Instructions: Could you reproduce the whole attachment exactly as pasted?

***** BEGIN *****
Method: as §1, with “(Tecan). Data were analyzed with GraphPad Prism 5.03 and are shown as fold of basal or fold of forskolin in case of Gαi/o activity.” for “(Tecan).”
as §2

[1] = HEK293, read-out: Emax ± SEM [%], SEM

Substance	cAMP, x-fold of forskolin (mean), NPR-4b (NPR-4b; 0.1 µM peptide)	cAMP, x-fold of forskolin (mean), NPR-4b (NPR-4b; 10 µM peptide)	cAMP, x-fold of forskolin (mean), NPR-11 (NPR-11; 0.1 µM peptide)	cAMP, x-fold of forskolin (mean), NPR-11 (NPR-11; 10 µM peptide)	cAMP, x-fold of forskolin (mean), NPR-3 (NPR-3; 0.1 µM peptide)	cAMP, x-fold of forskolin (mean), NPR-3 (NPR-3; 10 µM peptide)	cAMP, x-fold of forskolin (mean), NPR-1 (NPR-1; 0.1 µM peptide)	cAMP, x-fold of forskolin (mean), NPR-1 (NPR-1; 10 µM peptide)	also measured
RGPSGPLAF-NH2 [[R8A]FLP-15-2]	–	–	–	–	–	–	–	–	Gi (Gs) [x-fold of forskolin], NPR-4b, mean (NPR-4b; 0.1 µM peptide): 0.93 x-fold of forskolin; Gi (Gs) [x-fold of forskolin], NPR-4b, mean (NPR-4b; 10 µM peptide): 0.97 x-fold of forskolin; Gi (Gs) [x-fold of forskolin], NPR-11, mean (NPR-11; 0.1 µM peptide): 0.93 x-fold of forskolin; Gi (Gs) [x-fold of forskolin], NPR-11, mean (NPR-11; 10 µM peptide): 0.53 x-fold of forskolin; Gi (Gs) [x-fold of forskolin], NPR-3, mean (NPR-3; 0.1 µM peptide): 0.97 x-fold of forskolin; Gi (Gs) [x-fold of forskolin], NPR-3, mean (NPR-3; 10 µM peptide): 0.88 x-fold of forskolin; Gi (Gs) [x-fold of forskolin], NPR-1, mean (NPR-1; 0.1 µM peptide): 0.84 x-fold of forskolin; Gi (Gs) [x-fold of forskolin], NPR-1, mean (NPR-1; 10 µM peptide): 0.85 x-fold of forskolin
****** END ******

Method: as §1, with “(Tecan). Data were analyzed with GraphPad Prism 5.03 and are shown as fold of basal or fold of forskolin in case of Gαi/o activity.” for “(Tecan).”
as §2

[1] = HEK293, read-out: Emax ± SEM [%], SEM

Substance	cAMP, x-fold of forskolin (mean), NPR-4b (NPR-4b; 0.1 µM peptide)	cAMP, x-fold of forskolin (mean), NPR-4b (NPR-4b; 10 µM peptide)	cAMP, x-fold of forskolin (mean), NPR-11 (NPR-11; 0.1 µM peptide)	cAMP, x-fold of forskolin (mean), NPR-11 (NPR-11; 10 µM peptide)	cAMP, x-fold of forskolin (mean), NPR-3 (NPR-3; 0.1 µM peptide)	cAMP, x-fold of forskolin (mean), NPR-3 (NPR-3; 10 µM peptide)	cAMP, x-fold of forskolin (mean), NPR-1 (NPR-1; 0.1 µM peptide)	cAMP, x-fold of forskolin (mean), NPR-1 (NPR-1; 10 µM peptide)	also measured
RGPSGPLAF-NH2 [[R8A]FLP-15-2]	–	–	–	–	–	–	–	–	Gi (Gs) [x-fold of forskolin], NPR-4b, mean (NPR-4b; 0.1 µM peptide): 0.93 x-fold of forskolin; Gi (Gs) [x-fold of forskolin], NPR-4b, mean (NPR-4b; 10 µM peptide): 0.97 x-fold of forskolin; Gi (Gs) [x-fold of forskolin], NPR-11, mean (NPR-11; 0.1 µM peptide): 0.93 x-fold of forskolin; Gi (Gs) [x-fold of forskolin], NPR-11, mean (NPR-11; 10 µM peptide): 0.53 x-fold of forskolin; Gi (Gs) [x-fold of forskolin], NPR-3, mean (NPR-3; 0.1 µM peptide): 0.97 x-fold of forskolin; Gi (Gs) [x-fold of forskolin], NPR-3, mean (NPR-3; 10 µM peptide): 0.88 x-fold of forskolin; Gi (Gs) [x-fold of forskolin], NPR-1, mean (NPR-1; 0.1 µM peptide): 0.84 x-fold of forskolin; Gi (Gs) [x-fold of forskolin], NPR-1, mean (NPR-1; 10 µM peptide): 0.85 x-fold of forskolin